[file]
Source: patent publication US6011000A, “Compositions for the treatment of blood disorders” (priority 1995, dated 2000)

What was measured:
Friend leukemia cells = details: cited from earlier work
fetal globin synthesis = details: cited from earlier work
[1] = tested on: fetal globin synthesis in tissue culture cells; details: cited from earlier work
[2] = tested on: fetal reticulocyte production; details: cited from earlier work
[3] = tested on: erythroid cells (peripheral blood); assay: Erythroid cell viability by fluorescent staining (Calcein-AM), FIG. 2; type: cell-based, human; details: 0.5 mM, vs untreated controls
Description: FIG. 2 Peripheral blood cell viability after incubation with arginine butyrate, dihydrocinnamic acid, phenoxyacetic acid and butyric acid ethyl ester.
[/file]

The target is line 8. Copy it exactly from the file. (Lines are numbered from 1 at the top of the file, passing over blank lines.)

Description: FIG. 2 Peripheral blood cell viability after incubation with arginine butyrate, dihydrocinnamic acid, phenoxyacetic acid and butyric acid ethyl ester.